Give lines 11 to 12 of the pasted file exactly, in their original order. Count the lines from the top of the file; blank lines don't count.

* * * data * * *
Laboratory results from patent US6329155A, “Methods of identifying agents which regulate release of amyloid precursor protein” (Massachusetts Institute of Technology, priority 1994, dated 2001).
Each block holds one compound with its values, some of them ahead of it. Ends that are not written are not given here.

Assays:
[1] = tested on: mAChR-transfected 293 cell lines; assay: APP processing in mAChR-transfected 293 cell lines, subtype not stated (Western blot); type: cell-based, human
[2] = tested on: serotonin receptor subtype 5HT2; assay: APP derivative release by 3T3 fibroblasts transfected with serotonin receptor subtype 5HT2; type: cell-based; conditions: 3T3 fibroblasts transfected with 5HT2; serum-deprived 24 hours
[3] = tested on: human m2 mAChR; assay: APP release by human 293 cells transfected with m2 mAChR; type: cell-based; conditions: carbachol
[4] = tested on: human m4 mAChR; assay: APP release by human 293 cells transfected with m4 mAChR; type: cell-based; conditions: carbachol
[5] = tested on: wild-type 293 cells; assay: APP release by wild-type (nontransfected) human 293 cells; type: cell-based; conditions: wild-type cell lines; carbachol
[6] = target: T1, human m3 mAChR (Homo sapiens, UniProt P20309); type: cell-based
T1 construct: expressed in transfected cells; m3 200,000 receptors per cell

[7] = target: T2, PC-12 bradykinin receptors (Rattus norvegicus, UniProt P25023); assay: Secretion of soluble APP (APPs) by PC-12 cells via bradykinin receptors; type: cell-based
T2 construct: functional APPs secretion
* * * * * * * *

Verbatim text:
[7] = target: T2, PC-12 bradykinin receptors (Rattus norvegicus, UniProt P25023); assay: Secretion of soluble APP (APPs) by PC-12 cells via bradykinin receptors; type: cell-based
T2 construct: functional APPs secretion